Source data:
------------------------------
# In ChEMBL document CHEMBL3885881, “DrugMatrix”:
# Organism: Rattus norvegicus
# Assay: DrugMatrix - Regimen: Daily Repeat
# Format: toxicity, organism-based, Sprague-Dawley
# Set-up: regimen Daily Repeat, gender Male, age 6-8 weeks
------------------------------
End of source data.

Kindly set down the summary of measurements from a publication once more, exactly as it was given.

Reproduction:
# In ChEMBL document CHEMBL3885881, “DrugMatrix”:
# Organism: Rattus norvegicus
# Assay: DrugMatrix - Regimen: Daily Repeat
# Format: toxicity, organism-based, Sprague-Dawley
# Set-up: regimen Daily Repeat, gender Male, age 6-8 weeks